Baldor Water Pressure Pump Vibration Issue Help

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Redddog

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Hey guys. I run a residential building in Philly. It's an old building conversion with some sketchy quality. We have a pump in the basement that is loud AF. We've tried vibtation sleeves, insluation etc but nothing has helped. The units on the first floor all complain that they can hear this pump ramping up and down constantly. We're running out of ideas and I thought I'd hit ya'll up.

Pic 1 is the sketchy set up. My questions are whether the entire ststem needs to be on some type of vibration pads. Also, there are 3 holding tanks. One of them is decomissioned and I wonder if that is amplifying the noise.

Pic 2 - vibration sleeve. Did absolutely nothing.

Pic 3 insulation - did nothing

Pic 4 This pipe is touching the plywood wall. I wonder if that is amplifying the noise through the wall.

Pic 5 is the holding tanks

Pic 6 another vibration sleeve. Did nothing. Also notice that the pipe coming from the holding tanks is sitting on wood framing of the ply wall. Wondering if that is amplifying noise

Pic 7 is this little pad thing the pump is sitting on. I'm thinking this isn't close to enough.

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Any ideas would be HUGELY appreciated. Been trying to solve this at great cost for literally years.
 

JG plumbing

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They do make pump bases with built in springs. I'm not sure trying to retrofit that pump with one would be very easy though.
 

JG plumbing

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You need to isolate all the piping from the hangers or whatever is attached to. Insulating them works pretty good. Make a solid pump base out of concrete. Get some of those spring pump base feet. A quick Google search should pull up something that you can fit up.

I've installed systems like this and they are pretty quite, but not silent. I assumed the spring pump base isolators were kind of specialty, but it looks like you should be able to order something online that'll work.

The other thing you could do is sound proof the room. But everything needs to be isolated. Sound proofing /elimination is one of the hardest things to do all the way right.
 

Valveman

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That is a Baldor motor but looks like a Gould 3696 pump. The pump is fairly silent. The motor is air cooled and the fan will make some noise, but shouldn't be that loud. Loud noise is usually from the motor bearings. You may need to have the bearings replaced. But there is a grease cert on the top of both ends of that motor. Hit both grease certs with 2 shots of grease and see if it gets more quite. Too much grease will get in the motor and cause problems, so no more than 3 shots to each cert. If that makes it more quite then you know it is the bearings making noise. Even with grease certs many times manufactures will still use sealed bearings and the grease will not help. It is all part of their planned obsolescence as a shot of grease every year or so would make those motors last forever, and they don't like that. So if you have to replace the bearings make them pop off the bearing seals so you can grease them when needed.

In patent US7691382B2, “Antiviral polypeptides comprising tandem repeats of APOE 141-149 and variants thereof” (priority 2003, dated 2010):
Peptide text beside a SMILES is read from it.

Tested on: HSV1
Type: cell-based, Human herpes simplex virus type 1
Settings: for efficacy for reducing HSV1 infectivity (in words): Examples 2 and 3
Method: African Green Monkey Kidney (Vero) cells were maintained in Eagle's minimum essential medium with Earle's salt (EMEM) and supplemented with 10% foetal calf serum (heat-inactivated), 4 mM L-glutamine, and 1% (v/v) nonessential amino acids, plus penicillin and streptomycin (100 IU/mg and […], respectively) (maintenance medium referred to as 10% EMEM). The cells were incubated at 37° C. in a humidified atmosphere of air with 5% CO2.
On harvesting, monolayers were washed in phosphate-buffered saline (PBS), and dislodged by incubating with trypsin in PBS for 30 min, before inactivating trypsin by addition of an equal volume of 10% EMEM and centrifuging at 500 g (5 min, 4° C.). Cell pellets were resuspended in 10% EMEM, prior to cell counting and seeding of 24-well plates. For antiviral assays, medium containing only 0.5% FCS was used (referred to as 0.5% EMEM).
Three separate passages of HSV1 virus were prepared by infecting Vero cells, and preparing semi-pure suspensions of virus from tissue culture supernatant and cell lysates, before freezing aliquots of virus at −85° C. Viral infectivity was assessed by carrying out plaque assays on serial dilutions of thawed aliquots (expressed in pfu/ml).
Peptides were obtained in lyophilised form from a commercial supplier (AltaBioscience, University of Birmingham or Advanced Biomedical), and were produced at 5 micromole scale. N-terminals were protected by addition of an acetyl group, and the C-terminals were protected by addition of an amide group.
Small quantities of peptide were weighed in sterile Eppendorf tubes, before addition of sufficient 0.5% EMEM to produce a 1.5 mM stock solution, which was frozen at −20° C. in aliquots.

Other than that yes putting the motor on rubber feet and isolating the pipe from touching anything will help.

A Cycle Stop Valve would certainly be of benefit, but may or may not help with the noise problem. Restricting the flow with a Cycle Stop Valve will make the pump more quite, but puts more load on the bearings. If the bearings are good the CSV will make it more quite. If the bearings are bad the CSV will make it cause more noise. But that does just prove you need new bearings.

I assume you mean the people in the building hear the pump cycling on and off not ramping up and down? Ramping up and down while the pump never shuts off would mean a variable speed pump, and it looks like you have a regular pressure switch and the pump just cycles on and off? The CSV was made to replace variable speed pumps and works somewhat the same. So adding a CSV would mean the pump would run most or all of the time at reduced amperage, by just mating the flow being used no matter if it is a few leaking faucets at night or everyone taking a shower at the same time. Running 24/7/365 is good for the pump as they are made for continuous duty and delivers stronger constant pressure to the houses. It is the cycling on and off that destroys pumps and other controls, causes water hammer, and makes the pressure fluctuate up and down all the time.

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